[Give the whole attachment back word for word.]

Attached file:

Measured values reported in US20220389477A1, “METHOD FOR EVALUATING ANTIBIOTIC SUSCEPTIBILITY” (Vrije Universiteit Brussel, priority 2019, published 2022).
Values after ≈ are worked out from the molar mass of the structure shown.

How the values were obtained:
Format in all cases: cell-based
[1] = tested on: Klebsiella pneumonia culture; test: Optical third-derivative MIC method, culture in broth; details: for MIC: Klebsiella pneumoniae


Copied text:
Measured values reported in US20220389477A1, “METHOD FOR EVALUATING ANTIBIOTIC SUSCEPTIBILITY” (Vrije Universiteit Brussel, priority 2019, published 2022).
Values after ≈ are worked out from the molar mass of the structure shown.

How the values were obtained:
Format in all cases: cell-based
[1] = tested on: Klebsiella pneumonia culture; test: Optical third-derivative MIC method, culture in broth; details: for MIC: Klebsiella pneumoniae